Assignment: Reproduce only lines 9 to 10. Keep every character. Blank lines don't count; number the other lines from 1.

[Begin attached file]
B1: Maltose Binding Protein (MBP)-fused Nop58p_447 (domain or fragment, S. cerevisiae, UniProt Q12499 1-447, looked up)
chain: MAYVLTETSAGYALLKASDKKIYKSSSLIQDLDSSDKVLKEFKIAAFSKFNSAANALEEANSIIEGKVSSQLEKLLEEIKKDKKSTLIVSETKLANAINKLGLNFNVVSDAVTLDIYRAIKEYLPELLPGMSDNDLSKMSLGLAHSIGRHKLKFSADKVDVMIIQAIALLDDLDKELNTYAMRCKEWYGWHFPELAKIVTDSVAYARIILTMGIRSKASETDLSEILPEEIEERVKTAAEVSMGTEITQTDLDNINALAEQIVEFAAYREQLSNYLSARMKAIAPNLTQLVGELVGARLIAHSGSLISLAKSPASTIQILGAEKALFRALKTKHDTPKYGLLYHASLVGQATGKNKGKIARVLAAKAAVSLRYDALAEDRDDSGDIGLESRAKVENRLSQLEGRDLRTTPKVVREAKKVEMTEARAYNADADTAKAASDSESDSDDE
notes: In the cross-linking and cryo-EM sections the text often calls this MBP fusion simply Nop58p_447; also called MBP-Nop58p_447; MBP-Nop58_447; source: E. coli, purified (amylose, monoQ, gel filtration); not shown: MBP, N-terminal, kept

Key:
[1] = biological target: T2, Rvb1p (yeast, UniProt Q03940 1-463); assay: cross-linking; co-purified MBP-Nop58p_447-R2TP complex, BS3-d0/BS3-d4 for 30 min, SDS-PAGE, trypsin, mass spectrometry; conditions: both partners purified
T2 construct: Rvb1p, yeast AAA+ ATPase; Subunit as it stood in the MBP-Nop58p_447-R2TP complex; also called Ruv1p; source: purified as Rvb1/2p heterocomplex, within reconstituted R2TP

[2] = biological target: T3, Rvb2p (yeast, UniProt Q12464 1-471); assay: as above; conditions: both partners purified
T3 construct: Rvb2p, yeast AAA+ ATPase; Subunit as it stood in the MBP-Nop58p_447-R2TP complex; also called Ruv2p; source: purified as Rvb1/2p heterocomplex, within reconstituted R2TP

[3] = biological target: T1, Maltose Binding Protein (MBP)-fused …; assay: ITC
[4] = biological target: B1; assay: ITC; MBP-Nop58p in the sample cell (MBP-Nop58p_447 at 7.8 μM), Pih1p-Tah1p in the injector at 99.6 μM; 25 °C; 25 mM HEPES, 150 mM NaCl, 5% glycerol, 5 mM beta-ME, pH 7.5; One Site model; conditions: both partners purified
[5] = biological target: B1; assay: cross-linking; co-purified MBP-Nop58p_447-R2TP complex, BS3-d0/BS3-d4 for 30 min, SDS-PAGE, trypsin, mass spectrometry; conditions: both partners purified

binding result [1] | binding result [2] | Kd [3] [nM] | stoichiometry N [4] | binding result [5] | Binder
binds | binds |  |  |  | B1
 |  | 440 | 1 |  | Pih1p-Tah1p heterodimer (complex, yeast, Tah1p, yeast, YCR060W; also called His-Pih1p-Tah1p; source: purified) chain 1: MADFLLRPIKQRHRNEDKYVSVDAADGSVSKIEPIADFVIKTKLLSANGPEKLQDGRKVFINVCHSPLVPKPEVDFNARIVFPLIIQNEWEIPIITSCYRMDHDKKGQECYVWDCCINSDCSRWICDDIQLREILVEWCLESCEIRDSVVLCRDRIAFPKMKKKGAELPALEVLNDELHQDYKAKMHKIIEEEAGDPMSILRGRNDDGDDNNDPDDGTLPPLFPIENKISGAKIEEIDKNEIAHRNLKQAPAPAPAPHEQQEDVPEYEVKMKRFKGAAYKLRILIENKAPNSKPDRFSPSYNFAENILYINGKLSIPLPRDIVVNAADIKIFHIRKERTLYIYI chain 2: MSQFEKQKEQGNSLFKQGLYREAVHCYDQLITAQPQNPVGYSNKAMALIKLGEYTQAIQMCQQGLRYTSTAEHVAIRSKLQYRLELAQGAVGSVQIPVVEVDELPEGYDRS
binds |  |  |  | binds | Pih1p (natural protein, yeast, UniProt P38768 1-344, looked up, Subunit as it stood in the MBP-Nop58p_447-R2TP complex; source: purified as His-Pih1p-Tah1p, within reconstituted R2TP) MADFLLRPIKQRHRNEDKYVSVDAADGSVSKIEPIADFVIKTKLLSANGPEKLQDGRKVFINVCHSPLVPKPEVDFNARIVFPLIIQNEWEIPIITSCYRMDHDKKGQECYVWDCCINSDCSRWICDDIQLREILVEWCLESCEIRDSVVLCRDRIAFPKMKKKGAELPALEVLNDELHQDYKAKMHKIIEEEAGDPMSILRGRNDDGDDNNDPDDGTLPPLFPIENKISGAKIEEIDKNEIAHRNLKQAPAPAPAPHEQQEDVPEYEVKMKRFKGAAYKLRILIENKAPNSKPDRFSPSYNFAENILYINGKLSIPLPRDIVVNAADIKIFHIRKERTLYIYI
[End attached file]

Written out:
[3] = biological target: T1, Maltose Binding Protein (MBP)-fused …; assay: ITC
[4] = biological target: B1; assay: ITC; MBP-Nop58p in the sample cell (MBP-Nop58p_447 at 7.8 μM), Pih1p-Tah1p in the injector at 99.6 μM; 25 °C; 25 mM HEPES, 150 mM NaCl, 5% glycerol, 5 mM beta-ME, pH 7.5; One Site model; conditions: both partners purified